Do you know that certain drugs you maybe taking may put you at increased risk for dementia? A new study gives you a good reason to rethink what you should store in your medicine cabinet.
This is nothing new as scientists have known about the connection between anticholinergic drugs and an increased risk of dementia. This new research suggests that they could be increasing the risk of dementia by as much as 50 percent!
What are anticholinergic drugs?
Anticholinergic drugs are a class of drugs that treat a wide group of conditions, including allergies, colds, high blood pressure, depression, Parkinson’s disease, epilepsy, Chronic Obstructive Pulmonary Disease (COPD), urinary incontinence and overactive bladders.
Few of the strongest anticholinergic medicines include antihistamines, sleeping pills, tricyclic antidepressants, and drugs to treat an overactive bladder. Common anticholinergic drugs include Benadryl, Dimetapp, Sinequan (Doxepin), Paxil (Paroxetine), Desyrel (Trazodone), Remeron (Mirtazapine), Enablex (Darifenacin), Toviaz (Fesoterodine), Urispas (Flavoxate), Ditropan (Oxybutynin).
This study on dementia and anticholinergics established that there was a 50% increase in dementia risk in people who’d taken just over 1,000 daily doses of an anticholinergic drug within a 10-year period, compared to those who’d never taken the drugs.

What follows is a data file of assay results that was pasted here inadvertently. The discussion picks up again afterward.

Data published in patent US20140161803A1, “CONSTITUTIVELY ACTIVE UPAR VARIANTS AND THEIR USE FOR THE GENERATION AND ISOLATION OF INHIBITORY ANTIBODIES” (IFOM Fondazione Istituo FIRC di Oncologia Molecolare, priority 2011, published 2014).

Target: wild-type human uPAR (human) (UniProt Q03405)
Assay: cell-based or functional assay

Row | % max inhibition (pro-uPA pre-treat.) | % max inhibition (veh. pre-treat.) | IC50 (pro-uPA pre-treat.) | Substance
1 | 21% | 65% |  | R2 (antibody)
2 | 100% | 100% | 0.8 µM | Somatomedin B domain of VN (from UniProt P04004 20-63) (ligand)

That’s the equivalent of being on a strong anticholinergic prescription for three or more years.
“The study is important because it strengthens a growing body of evidence showing that strong anticholinergic drugs have long-term associations with dementia risk.”
– Carol Coupland, Lead Author of the Study & Professor of Medical Statistics – University of Nottingham
So, is there a reason to panic?
The study’s conclusion doesn’t mean you have a 50 percent risk of getting dementia if you take anticholinergics. If you have a 20 percent chance of dementia, it would increase your risk to 30 percent.
By comparison, smoking and inactivity increase your risk for dementia by 40 to 60 percent.
So, before you stop taking your anticholinergic medication, please talk to your doctor. There may be other suitable non-anticholinergic medications to treat your condition.